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Rep. Cathy McMorris Rodgers tells mostly friendly crowd she opposes mandatory vaccines, masks in school at Spokane town hall

Rep. Cathy McMorris Rodgers faced a mostly friendly crowd at a Spokane town hall Monday evening, earning applause for her positions opposing mandatory COVID-19 vaccinations and what she sees as censorship of conservative ideas on social media.

But the congresswoman also faced audience members still upset she didn’t do more to challenge the results of the 2020 presidential election.

“The election also was really close, to be as close as it was,” McMorris Rodgers said, in response to a question about the political makeup of a House of Representatives investigation into the storming of the Capitol on Jan. 6. Several crowd members responded, yelling that the contest was “stolen” despite no evidence of widespread fraud. President Joe Biden won the popular vote in November by more than 7 million votes, and the electoral college 306-232.

“What I wanted to say was we need to have trust and confidence in our government.”

She continued to speak, amid rumbling in the crowd.

“Would you have voted to certify the election?” one man asked, above the din.

“I did vote on that day, to certify the election,” she said, to some boos and others clapping.

The moment was one of few where the audience of about 200 people at the Spokane Convention Center appeared conflicted about the response of McMorris Rodgers, who routinely appears to answer questions of constituents during the August recess. Another of those moments during the hour, in which 13 questions were posed at random from the live audience, came after South Hill resident Matt Norris asked where the congresswoman stood on the necessity of carrying paperwork proving someone has received a COVID-19 vaccination.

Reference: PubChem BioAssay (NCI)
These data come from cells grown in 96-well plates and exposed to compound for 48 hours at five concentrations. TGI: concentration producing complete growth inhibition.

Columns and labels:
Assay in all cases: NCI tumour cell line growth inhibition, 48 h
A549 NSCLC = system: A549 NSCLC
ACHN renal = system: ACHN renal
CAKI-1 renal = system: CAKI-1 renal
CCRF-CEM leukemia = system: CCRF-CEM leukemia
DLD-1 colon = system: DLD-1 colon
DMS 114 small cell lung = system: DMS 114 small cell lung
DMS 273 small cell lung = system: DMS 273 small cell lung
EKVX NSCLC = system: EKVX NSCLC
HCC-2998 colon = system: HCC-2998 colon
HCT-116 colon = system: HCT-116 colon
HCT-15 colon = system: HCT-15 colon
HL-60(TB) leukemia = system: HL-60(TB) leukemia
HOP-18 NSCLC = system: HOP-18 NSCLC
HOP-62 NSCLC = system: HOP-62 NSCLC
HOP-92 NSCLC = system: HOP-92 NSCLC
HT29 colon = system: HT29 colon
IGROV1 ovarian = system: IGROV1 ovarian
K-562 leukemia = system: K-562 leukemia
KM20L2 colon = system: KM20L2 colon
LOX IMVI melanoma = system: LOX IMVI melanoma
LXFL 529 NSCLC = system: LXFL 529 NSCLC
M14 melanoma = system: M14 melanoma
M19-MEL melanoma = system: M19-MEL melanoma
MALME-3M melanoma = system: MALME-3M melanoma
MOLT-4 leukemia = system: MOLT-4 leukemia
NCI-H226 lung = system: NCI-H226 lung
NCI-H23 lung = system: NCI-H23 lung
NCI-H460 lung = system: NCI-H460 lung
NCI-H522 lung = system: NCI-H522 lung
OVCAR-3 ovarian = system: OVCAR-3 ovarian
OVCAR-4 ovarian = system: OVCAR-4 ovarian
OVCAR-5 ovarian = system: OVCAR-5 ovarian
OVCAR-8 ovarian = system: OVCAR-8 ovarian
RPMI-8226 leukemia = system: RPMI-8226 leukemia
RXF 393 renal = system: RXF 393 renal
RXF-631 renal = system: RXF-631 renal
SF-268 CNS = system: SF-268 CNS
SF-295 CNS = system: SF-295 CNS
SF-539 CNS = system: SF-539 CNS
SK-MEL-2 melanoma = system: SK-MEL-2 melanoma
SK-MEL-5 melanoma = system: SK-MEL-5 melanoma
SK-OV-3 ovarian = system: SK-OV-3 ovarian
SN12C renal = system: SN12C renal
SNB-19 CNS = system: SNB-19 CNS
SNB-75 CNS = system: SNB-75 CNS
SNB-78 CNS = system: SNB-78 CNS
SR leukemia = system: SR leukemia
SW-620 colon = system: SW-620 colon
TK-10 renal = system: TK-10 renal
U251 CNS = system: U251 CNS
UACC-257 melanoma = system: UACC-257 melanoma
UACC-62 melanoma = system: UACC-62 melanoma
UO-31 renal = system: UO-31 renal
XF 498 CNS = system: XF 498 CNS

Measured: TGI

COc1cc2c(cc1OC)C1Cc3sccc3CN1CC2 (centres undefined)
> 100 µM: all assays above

“I don’t support a federal mandate for vaccines,” the congresswoman said, to applause.

Later, as she continued to talk about the shots, several in the crowd began calling the vaccines “an experiment” (the vaccines have received emergency use authorization from the Food and Drug Administration following clinical trials).

“They are proving, every month that goes by, they are proving to be effective with the delta variant that is more prevalent, the vaccines are proving to be effective,” she continued, quieting some in the crowd. She later said she opposed the requirement of mask-wearing in classrooms to start the school year, again earning applause after saying the Centers for Disease Control and Prevention had not provided adequate reasoning for the guidance.

Norris said after the meeting he was satisfied with the congresswoman’s answer to his question.

“She said no. That’s a good thing,” Norris said.

He also said he agreed with the congresswoman’s support for state-level audits of the results of the 2020 election. The congresswoman said she believed such efforts should remain at the state level, saying “we all need to be concerned about federalizing elections.”

“I thought she answered the question pretty well. I believe in small government,” Norris said. “Arizona’s doing their thing. Georgia’s doing their thing. Pennsylvania’s doing their thing.”

McMorris Rodgers said after the town hall she wasn’t surprised members of the audience still felt passionate about the election and Jan. 6.

“It has certainly been in the news recently, because of the action Speaker Pelosi has taken with the Jan. 6 commission,” McMorris Rodgers said.

Republican Leader Kevin McCarthy revoked his nominees to the commission last month after House Speaker Nancy Pelosi rejected two of his selections for the panel believed to have been in close contact with President Donald Trump during the certification vote. Pelosi has nominated two Republicans critical of the president, Reps. Adam Kinzinger and Liz Cheney, to the panel after McCarthy’s objections.

The disagreement in the room based on McMorris Rodgers’ explanation for her certification vote was not lost on South Hill resident Brett Billingsley, who asked the final question of the night of the congresswoman about her recent legislation directed at reforming social media regulations.

“I don’t think she was Republican enough for some of the people here,” Billingsley said.

He asked McMorris Rodgers if she’d sought a bipartisan backer for her legislation aimed at social media firms. McMorris Rodgers said she planned to, but acknowledged that “on Section 230, specifically, we’re not in a united place yet.” That was in reference to a provision in federal law that gives firms including Facebook and Twitter some legal protection from the content posted on their platforms. McMorris Rodgers has proposed amending that provision in light of what she sees as censorship of conservative voices on the largest outlets.

The congresswoman has additional town halls planned Tuesday at 10 a.m. at the Northern Inn, 852 S. Clarke Ave. in Republic, and at 3 p.m. at the Stevens County Ambulance Training Center, 425 North Highway in Colville.